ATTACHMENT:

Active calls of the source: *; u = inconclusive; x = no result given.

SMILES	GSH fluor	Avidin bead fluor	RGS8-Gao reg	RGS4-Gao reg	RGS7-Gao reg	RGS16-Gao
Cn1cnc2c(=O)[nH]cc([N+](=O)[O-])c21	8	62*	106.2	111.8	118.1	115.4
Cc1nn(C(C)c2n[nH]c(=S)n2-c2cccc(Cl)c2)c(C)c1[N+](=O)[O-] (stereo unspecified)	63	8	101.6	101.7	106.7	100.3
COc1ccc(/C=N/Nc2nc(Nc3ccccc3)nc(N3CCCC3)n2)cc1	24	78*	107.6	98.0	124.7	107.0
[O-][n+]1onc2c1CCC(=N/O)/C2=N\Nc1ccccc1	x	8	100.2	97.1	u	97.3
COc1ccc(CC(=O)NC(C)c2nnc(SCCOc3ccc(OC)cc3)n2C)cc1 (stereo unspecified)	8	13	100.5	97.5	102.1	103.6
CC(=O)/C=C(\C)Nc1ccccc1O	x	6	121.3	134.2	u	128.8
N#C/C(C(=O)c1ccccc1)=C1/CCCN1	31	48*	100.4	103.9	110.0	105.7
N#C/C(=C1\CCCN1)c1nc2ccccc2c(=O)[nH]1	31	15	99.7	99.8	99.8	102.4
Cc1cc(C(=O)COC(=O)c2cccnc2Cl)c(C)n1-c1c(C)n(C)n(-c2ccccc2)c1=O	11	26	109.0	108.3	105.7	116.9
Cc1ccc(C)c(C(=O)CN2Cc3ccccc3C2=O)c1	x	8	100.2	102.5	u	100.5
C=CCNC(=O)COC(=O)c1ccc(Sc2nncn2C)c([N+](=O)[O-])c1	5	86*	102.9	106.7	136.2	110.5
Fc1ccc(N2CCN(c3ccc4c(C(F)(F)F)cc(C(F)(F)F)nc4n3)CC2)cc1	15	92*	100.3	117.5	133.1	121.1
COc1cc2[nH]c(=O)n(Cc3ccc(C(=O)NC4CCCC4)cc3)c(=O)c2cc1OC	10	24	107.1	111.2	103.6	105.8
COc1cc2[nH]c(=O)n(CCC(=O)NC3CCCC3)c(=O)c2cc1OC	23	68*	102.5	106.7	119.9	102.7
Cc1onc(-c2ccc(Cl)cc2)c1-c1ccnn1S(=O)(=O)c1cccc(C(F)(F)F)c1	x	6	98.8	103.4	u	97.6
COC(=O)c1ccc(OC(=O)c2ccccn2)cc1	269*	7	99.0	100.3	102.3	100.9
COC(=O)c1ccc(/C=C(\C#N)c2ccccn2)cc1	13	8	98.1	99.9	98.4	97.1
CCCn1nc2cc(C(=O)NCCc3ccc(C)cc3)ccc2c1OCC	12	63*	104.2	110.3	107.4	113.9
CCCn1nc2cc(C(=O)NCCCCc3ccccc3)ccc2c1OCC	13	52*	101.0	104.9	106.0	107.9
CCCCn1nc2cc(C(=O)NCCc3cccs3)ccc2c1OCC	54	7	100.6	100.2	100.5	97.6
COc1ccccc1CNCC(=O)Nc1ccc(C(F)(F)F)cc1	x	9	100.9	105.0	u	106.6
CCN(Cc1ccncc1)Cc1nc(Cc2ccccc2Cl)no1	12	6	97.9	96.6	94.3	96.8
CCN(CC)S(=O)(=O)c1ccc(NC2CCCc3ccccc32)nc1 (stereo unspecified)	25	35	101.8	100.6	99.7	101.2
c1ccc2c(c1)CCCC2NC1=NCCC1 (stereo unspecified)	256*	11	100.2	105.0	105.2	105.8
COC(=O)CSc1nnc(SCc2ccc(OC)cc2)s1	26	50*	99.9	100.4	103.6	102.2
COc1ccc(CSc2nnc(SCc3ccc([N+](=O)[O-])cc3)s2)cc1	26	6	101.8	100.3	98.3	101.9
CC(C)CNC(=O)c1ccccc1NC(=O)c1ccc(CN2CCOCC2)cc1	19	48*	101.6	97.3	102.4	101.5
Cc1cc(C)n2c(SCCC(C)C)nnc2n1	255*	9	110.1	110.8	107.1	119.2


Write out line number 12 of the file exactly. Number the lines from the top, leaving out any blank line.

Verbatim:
Cc1ccc(C)c(C(=O)CN2Cc3ccccc3C2=O)c1	x	8	100.2	102.5	u	100.5